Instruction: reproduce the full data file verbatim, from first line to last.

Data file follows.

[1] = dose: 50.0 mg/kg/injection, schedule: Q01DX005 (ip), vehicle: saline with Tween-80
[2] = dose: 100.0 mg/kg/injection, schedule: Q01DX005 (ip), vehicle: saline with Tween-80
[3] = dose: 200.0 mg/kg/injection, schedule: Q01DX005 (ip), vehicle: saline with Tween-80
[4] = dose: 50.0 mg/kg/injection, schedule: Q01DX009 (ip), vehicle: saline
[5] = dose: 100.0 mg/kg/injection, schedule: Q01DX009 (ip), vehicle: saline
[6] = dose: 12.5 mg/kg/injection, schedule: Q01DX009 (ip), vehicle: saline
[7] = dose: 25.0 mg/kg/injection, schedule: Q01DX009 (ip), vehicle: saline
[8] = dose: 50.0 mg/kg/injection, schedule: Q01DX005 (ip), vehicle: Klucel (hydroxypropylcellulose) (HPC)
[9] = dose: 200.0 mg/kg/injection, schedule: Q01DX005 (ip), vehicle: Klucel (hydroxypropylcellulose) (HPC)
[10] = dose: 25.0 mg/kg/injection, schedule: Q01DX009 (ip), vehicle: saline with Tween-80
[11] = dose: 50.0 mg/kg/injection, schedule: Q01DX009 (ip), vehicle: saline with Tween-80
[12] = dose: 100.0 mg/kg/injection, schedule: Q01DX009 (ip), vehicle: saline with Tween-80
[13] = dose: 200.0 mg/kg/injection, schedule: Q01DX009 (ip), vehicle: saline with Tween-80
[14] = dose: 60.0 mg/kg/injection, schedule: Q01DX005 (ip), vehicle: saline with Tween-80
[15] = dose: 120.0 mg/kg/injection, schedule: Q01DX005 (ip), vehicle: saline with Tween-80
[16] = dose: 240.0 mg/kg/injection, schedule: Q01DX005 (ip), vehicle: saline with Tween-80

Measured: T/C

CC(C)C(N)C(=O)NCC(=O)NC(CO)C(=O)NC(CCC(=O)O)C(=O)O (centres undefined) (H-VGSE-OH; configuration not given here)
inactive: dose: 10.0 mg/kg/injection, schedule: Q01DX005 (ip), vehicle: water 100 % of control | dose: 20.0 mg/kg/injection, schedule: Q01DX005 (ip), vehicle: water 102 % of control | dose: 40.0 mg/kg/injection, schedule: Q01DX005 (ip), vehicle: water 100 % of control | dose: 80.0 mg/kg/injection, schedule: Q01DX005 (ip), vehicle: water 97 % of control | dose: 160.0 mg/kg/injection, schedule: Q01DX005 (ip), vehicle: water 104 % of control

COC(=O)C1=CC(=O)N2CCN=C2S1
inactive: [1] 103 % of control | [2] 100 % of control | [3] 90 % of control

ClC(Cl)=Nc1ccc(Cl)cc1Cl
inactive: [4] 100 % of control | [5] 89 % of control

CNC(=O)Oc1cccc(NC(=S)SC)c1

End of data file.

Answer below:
[1] = dose: 50.0 mg/kg/injection, schedule: Q01DX005 (ip), vehicle: saline with Tween-80
[2] = dose: 100.0 mg/kg/injection, schedule: Q01DX005 (ip), vehicle: saline with Tween-80
[3] = dose: 200.0 mg/kg/injection, schedule: Q01DX005 (ip), vehicle: saline with Tween-80
[4] = dose: 50.0 mg/kg/injection, schedule: Q01DX009 (ip), vehicle: saline
[5] = dose: 100.0 mg/kg/injection, schedule: Q01DX009 (ip), vehicle: saline
[6] = dose: 12.5 mg/kg/injection, schedule: Q01DX009 (ip), vehicle: saline
[7] = dose: 25.0 mg/kg/injection, schedule: Q01DX009 (ip), vehicle: saline
[8] = dose: 50.0 mg/kg/injection, schedule: Q01DX005 (ip), vehicle: Klucel (hydroxypropylcellulose) (HPC)
[9] = dose: 200.0 mg/kg/injection, schedule: Q01DX005 (ip), vehicle: Klucel (hydroxypropylcellulose) (HPC)
[10] = dose: 25.0 mg/kg/injection, schedule: Q01DX009 (ip), vehicle: saline with Tween-80
[11] = dose: 50.0 mg/kg/injection, schedule: Q01DX009 (ip), vehicle: saline with Tween-80
[12] = dose: 100.0 mg/kg/injection, schedule: Q01DX009 (ip), vehicle: saline with Tween-80
[13] = dose: 200.0 mg/kg/injection, schedule: Q01DX009 (ip), vehicle: saline with Tween-80
[14] = dose: 60.0 mg/kg/injection, schedule: Q01DX005 (ip), vehicle: saline with Tween-80
[15] = dose: 120.0 mg/kg/injection, schedule: Q01DX005 (ip), vehicle: saline with Tween-80
[16] = dose: 240.0 mg/kg/injection, schedule: Q01DX005 (ip), vehicle: saline with Tween-80

Measured: T/C

CC(C)C(N)C(=O)NCC(=O)NC(CO)C(=O)NC(CCC(=O)O)C(=O)O (centres undefined) (H-VGSE-OH; configuration not given here)
inactive: dose: 10.0 mg/kg/injection, schedule: Q01DX005 (ip), vehicle: water 100 % of control | dose: 20.0 mg/kg/injection, schedule: Q01DX005 (ip), vehicle: water 102 % of control | dose: 40.0 mg/kg/injection, schedule: Q01DX005 (ip), vehicle: water 100 % of control | dose: 80.0 mg/kg/injection, schedule: Q01DX005 (ip), vehicle: water 97 % of control | dose: 160.0 mg/kg/injection, schedule: Q01DX005 (ip), vehicle: water 104 % of control

COC(=O)C1=CC(=O)N2CCN=C2S1
inactive: [1] 103 % of control | [2] 100 % of control | [3] 90 % of control

ClC(Cl)=Nc1ccc(Cl)cc1Cl
inactive: [4] 100 % of control | [5] 89 % of control

CNC(=O)Oc1cccc(NC(=S)SC)c1